Good afternoon, and welcome back to Zitamar’s free Weekly newsletter, after a two-month hiatus.
Where to start?
The period has been characterised by two disastrous cyclones which hit central and then northern Mozambique. The immediate impact on Mozambicans living in Sofala and Cabo Delgado has been devastating, and the damage caused by the cyclones and subsequent flooding will be complex and enduring.
In both areas, harvests have been seriously damaged and will cause hunger over the coming year. In central Mozambique in particular, hundreds of thousands of people risk being disenfranchised in this October’s elections if logistical difficulties mean they can’t register to vote — increasing the possibility of subsequent complaints from opposition parties that their support base was unfairly repressed.
In Cabo Delgado, the cyclone and relief effort are inevitably coming into contact with the insurgency which has already been making people’s lives there a misery — and causing severe hunger — for over a year. How the insurgency and the fallout from Cyclone Kenneth might interact is the topic of this week’s Uncaught Tuna, our series analysing security challenges in Mozambique.
Anadarko restarted early works for its huge LNG project in Cabo Delgado this week, having frozen operations after one of its contractors was killed by insurgents in February. It also announced the date for its Final Investment Decision, when it and its partners will give a definitive green light to the project that will transform Mozambique’s economy — for better or worse.
But by the time the project comes on stream, Anadarko will almost certainly have been replaced by a new operator - French oil and gas giant Total, which has agreed to buy the project from Occidental Petroleum, which in turn has emerged victorious from a bidding war for Anadarko against the much bigger Chevron.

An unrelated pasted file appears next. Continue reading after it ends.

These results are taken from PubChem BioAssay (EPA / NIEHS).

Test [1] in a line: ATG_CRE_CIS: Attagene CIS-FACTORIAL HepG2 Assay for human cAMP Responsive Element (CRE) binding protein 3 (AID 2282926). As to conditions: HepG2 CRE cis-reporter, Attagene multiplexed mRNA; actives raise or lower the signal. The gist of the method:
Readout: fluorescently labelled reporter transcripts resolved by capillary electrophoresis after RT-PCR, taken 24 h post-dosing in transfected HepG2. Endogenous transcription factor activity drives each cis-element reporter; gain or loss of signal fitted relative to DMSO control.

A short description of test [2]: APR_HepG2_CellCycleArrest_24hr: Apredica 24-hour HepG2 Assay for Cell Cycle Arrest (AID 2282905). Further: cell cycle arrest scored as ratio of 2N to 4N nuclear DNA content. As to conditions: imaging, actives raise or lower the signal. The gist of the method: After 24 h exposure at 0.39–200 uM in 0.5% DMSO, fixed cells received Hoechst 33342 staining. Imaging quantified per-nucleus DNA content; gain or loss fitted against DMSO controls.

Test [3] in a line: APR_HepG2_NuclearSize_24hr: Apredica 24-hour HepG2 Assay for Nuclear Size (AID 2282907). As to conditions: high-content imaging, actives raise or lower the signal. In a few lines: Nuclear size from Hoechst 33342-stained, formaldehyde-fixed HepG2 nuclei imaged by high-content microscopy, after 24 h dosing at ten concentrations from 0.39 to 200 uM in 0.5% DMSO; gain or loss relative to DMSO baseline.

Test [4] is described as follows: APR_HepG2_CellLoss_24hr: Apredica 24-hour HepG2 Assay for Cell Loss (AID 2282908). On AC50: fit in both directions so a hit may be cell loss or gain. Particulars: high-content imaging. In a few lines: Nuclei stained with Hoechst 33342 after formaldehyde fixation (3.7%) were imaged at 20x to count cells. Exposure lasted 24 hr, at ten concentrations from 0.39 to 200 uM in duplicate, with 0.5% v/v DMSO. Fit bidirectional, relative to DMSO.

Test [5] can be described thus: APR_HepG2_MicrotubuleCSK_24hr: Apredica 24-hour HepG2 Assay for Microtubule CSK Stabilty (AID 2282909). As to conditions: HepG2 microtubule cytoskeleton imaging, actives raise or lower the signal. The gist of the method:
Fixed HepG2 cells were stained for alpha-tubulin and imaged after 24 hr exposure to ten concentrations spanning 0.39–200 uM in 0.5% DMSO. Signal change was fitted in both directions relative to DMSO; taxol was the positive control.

The cyclones and the fight for Anadarko have taken the headlines away from the ‘hidden debts’ saga, but attention will return to the $2 billion in dodgy loans in the coming weeks when a decision is made over the destination of imprisoned former finance minister Manuel Chang.
Decisions are also due on restructuring the sovereign Eurobond and the MAM loan — though Mozambique says it is disowning the government guarantee for the ProIndicus loan which it says was “criminally-obtained.” How it differs from the MAM guarantee, which the country says it will honour, is far from clear.
Mozambique’s fragile economy has taken a serious hit from cyclones Idai and Kenneth — not enough to push it into recession, but most observers see growth slowing to around 2% in 2019. Coal miner Vale’s Q1 results, which came out this week, show it took a hit from the extreme weather of the last few months. Airline Fastjet has also blamed the weather, in part, for its disappointing performance in Mozambique — but not everyone is convinced.
Before we go, a note to say that the Zitamar Live Blog - which has lately only been available on the Telegram app - is now back on our website, at https://zitamar.com/live-blog/. To get breaking news on your mobile device, though, we still recommend the Telegram channel.
Have a great weekend.